As of July 3, 2021, we employed approximately 2,100 employees and less than 1 percent of our employees are employed on a part-time basis. Approximately 23 percent of our employees were represented by various local labor unions with terms and conditions of employment subject to Collective Bargaining Agreements (“CBAs”) negotiated between the Company and local labor unions. Six CBAs covering approximately six percent of our employees are up for renewal in fiscal 2021, with two having been successfully renegotiated earlier this year. We expect to renegotiate the remaining CBAs by the end of the year.
11. Accumulated Other Comprehensive Loss
Comprehensive income includes both net income and other comprehensive income. Other comprehensive income results from items deferred from recognition into our Condensed Consolidated Statements of Operations and Comprehensive Income. Accumulated other comprehensive loss is separately presented on our Condensed Consolidated Balance Sheets as part of stockholders’ equity.
The changes in balances for each component of accumulated other comprehensive loss for the six months ended July 3, 2021, were as follows:
Foreign currency, net
of tax
Defined
benefit pension
plan, net of tax
Other,
net of tax
Total Accumulated Other Comprehensive Loss
(In thousands)
January 2, 2021, beginning balance, net of tax$660 $(36,855)$203 $(35,992)
Other comprehensive income, net of tax (1)
 485 17 502 
July 3, 2021, ending balance, net of tax$660 $(36,370)$220 $(35,490)

(1) For the six months ended July 3, 2021, the actuarial gain recognized in the Condensed Consolidated Statements of Operations and Comprehensive Income as a component of net periodic pension benefit was $0.7 million, net of tax of $0.2 million. Please see Note 7, Net Periodic Pension Benefit, for further information.

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12. Income Taxes

Effective Tax Rate

Our effective tax rate for the three months ended July 3, 2021, and June 27, 2020, was 23.5 percent and 33.9 percent, respectively. Our effective tax rate for the six months ended July 3, 2021, and June 27, 2020, was 24.4 percent and (36.8) percent, respectively.

Our effective tax rate for the three- and six-months ended July 3, 2021 was impacted by the permanent addback of certain nondeductible expenses, including meals and entertainment and executive compensation, slightly offset by the partial release of the valuation allowance for state net operating loss carryforwards we anticipate being able to utilize based on our taxable income through the end of the second quarter of fiscal 2021, combined with a benefit from the vesting of restricted stock units, which occurred during the period.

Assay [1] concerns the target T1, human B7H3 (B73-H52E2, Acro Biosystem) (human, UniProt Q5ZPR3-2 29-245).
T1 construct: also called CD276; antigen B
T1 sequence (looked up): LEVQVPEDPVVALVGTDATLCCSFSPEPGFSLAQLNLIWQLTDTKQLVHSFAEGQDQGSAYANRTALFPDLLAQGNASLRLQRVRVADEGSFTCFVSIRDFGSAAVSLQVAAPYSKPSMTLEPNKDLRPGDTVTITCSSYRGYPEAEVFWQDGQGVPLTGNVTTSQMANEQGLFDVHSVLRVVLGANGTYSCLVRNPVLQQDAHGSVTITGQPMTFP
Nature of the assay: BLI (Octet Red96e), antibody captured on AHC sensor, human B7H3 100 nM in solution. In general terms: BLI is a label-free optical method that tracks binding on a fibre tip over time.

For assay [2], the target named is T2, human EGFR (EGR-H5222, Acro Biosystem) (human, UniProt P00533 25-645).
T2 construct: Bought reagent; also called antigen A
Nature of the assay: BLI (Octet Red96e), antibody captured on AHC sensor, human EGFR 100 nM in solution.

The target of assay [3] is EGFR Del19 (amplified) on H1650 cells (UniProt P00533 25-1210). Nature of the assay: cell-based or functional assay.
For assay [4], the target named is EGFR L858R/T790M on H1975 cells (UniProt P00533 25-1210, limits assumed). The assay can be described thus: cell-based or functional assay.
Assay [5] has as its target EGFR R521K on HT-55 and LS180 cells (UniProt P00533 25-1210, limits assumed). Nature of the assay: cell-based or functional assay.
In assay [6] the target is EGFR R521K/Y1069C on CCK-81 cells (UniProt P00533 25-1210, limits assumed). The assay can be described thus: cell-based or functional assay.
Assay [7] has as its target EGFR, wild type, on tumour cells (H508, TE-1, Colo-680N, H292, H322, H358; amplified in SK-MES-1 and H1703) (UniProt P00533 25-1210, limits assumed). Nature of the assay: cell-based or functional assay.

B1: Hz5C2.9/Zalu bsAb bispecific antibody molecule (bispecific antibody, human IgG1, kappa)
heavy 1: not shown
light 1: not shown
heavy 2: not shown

Our effective tax rate for the three- and six-months ended June 27, 2020 was primarily impacted by a discrete tax benefit of $3.9 million resulting from the release of the valuation allowance associated with nondeductible interest expense under Section 163(j) of the Internal Revenue Code (“IRC”) as a result of changes allowed under the Coronavirus Aid, Relief, and Economic Security (“CARES”) Act that was enacted on March 27, 2020 which raised the allowable percentage of deductible interest from 30 percent to 50 percent of adjusted taxable income. Our effective tax rate for the same periods was further impacted by the permanent addback of certain nondeductible expenses, including meals and entertainment and executive compensation, and the effect of the partial valuation allowance for separate company state income tax losses, combined with expense related to the vesting of restricted stock units.

Deferred Tax Assets

Quarterly, we assess the carrying value of our deferred tax assets for impairment by evaluating the weight of available evidence at the end of each fiscal quarter. In our evaluation of the weight of available evidence at the end of the current quarter, we considered the recent reported income in the current quarter, as well as the reported income for 2020 and the reported losses for 2019 and 2018, which resulted in a three-year cumulative income situation as positive evidence which carried substantial weight. While this was substantial, it was not the only evidence we evaluated. We also considered evidence related to the four sources of taxable income to determine whether such positive evidence outweighed the negative evidence. The evidence considered included: